2010 will be remembered as a difficult year of transition across the UK, but especially in Harrow.
After Labour took control of Harrow Council from the Conservatives in May, the new administration was faced with a cut to its budget of £5million.
This will be followed next year with a cut in Harrow of £6.3m, announced by communities secretary Eric Pickles MP.
It is difficult to see how council services such as social care and education will not be affected. In October, 34 library staff were told they would lose their jobs.
Cynics would suggest that by imposing the heaviest of their cuts on local councils, the government is seeking to avoid blame for loss of services.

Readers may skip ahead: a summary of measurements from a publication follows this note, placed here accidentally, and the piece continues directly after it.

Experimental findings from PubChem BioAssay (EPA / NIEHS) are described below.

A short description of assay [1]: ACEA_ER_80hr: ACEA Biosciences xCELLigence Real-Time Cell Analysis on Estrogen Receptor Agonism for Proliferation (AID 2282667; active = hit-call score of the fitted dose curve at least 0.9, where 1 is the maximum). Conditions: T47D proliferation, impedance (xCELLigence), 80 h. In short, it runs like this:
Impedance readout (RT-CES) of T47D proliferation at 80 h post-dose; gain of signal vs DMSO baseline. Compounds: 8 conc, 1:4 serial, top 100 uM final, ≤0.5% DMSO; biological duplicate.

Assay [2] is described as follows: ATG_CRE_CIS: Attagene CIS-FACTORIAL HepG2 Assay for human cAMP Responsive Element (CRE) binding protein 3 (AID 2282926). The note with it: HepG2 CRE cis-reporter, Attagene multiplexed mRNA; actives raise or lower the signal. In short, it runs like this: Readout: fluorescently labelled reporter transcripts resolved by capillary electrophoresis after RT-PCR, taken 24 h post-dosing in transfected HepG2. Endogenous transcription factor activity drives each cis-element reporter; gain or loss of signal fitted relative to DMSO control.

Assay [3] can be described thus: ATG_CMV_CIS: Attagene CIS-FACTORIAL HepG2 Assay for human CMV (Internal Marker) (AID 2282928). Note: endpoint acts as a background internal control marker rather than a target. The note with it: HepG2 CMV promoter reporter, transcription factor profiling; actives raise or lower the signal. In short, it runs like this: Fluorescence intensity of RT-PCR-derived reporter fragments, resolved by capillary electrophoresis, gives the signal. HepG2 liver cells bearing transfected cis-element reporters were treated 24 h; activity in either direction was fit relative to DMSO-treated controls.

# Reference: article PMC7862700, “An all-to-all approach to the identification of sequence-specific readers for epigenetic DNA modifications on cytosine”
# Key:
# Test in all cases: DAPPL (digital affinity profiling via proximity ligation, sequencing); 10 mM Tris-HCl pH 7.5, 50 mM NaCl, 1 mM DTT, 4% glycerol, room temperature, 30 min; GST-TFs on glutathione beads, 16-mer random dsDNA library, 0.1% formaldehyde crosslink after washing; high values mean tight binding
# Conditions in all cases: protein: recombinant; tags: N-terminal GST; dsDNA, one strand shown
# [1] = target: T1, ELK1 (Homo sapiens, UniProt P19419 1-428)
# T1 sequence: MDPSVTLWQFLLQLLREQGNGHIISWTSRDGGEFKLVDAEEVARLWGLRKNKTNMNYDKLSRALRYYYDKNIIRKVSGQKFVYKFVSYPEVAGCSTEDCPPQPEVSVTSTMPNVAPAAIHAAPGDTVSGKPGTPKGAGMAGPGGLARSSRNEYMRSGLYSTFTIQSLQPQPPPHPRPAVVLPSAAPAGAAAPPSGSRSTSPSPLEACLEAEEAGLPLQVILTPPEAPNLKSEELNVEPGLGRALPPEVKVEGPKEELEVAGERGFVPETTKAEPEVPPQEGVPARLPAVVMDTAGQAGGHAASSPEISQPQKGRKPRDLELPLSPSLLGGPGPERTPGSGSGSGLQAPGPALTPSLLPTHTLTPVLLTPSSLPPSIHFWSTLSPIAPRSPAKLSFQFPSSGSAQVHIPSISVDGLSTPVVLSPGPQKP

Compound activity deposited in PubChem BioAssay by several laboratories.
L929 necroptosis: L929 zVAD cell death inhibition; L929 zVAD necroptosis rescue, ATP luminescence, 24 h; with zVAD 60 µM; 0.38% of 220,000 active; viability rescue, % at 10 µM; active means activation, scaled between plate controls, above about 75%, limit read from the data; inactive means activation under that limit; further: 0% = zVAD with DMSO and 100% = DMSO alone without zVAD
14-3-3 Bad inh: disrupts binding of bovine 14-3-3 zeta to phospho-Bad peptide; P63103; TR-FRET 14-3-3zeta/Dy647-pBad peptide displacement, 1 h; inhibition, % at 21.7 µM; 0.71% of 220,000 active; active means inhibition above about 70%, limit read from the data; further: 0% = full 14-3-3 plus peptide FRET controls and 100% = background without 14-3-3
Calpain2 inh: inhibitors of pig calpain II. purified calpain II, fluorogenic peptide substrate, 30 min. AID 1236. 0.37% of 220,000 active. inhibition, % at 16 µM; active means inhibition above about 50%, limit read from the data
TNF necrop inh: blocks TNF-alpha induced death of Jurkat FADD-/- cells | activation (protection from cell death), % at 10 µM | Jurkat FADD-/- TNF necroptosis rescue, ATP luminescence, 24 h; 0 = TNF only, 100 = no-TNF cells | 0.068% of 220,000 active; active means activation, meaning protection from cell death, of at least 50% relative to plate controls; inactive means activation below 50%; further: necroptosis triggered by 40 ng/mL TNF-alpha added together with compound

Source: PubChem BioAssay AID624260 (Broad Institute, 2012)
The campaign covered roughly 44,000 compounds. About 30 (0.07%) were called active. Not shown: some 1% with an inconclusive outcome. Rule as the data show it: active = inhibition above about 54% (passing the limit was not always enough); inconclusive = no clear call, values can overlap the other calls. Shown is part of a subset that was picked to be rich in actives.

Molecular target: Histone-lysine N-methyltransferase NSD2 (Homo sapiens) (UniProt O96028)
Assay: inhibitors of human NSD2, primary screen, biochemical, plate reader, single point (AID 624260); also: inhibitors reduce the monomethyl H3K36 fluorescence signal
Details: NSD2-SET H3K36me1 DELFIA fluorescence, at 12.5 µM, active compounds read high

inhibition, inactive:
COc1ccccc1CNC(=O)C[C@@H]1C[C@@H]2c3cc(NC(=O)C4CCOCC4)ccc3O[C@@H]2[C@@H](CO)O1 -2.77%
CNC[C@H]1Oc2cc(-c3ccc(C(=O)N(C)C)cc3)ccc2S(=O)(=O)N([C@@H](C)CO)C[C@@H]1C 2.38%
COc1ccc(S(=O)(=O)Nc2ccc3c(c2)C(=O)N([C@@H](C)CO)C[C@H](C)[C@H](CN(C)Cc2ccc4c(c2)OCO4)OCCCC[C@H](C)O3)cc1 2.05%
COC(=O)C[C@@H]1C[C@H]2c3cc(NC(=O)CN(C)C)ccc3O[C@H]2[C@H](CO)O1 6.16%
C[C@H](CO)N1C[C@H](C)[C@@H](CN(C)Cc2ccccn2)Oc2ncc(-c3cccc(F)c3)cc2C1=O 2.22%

These kind of changes are difficult to stomach for residents who have paid their taxes and yet have seen them spent on bonuses for the bosses of state-owned banks who took our economy to the brink just two years ago.
In North Harrow, local businesses are counting the cost of losing the area's only major high street bank, the taxpayer-owned Lloyds TSB.
With these knock-on effects affecting trade and services in Harrow, anger is justified. We have seen large and violent protests against a rise in tuition fees, including students from the Harrow campus of the University of Westminster.
Protests in 2011 seem inevitable and a double-dip recession cannot be ruled out, but whatever the coming year holds, we hope it is a happy and healthy one for all our readers.